In Acts 8:26-39, Phillip encounters the Ethiopian eunuch. How would you feel if you went down in history identified as a eunuch? The U.S. eunuch? The British eunuch? The Chinese eunuch?

How could the Scriptures be so…personal? Perhaps because Christianity is a culture of total acceptance. Whenever Jesus met someone it didn’t matter if they were an adulterer, prostitute, despised tax collector or leper. They belonged—they were accepted.

I grew up in a church—a great church, great pastor. The traditional system was: believe become belong. I went through their tradition of confirmation instruction. Then I got a certificate that said I was a “member” of the church—the institution. Then, I could take the Lord’s Supper. Then, I belonged.

Jesus did it differently: belong believe become behave. And Phillip operated in that culture of grace and love. And the Ethiopian eunuch, would have felt the love.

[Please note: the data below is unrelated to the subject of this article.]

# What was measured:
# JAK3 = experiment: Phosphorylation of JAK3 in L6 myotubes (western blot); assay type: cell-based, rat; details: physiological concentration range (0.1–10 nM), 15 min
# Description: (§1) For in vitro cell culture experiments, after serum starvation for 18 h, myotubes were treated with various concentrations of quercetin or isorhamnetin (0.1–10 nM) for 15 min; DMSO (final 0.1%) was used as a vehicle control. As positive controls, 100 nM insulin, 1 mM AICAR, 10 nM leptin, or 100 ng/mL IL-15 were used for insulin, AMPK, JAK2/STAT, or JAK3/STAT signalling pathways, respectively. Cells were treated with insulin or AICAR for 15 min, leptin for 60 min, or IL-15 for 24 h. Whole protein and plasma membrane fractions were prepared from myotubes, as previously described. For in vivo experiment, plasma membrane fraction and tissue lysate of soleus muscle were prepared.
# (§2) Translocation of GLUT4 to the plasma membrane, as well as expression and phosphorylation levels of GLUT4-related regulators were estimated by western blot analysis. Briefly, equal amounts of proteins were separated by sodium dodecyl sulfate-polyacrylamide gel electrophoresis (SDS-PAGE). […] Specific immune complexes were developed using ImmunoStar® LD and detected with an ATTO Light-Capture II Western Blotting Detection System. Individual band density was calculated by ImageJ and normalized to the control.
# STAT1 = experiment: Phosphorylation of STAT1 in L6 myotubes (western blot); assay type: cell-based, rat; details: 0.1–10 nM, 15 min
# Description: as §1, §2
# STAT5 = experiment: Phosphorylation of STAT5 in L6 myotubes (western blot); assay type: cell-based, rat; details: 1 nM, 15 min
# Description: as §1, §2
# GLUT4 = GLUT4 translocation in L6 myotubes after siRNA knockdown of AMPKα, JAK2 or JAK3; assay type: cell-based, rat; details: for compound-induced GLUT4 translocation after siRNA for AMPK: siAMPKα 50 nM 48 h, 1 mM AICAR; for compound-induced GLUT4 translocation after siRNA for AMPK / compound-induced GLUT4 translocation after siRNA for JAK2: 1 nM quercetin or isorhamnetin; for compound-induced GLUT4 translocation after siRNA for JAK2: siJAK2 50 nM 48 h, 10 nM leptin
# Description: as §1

Phillip wasn’t hung up on the institution. After some teaching, the eunuch said, “Here’s some water. Why can’t I be baptized?” How Phillip didn’t respond is instructful. He didn’t schedule a baptism the following Sunday at a church building. Phillip was part of a movement, not an institution. Phillip went down into the water with the Ethiopian man and baptized him on the spot.

This is the spontaneous expansion of the Christian movement. This is the explosive growth of the faith.

Isn’t God a God of order? Yes—definitely. But the order doesn’t preclude the movement. It serves the movement, from a subordinated position. Too many churches have that turned around. Christianity is not centered in an institution. It is a movement.

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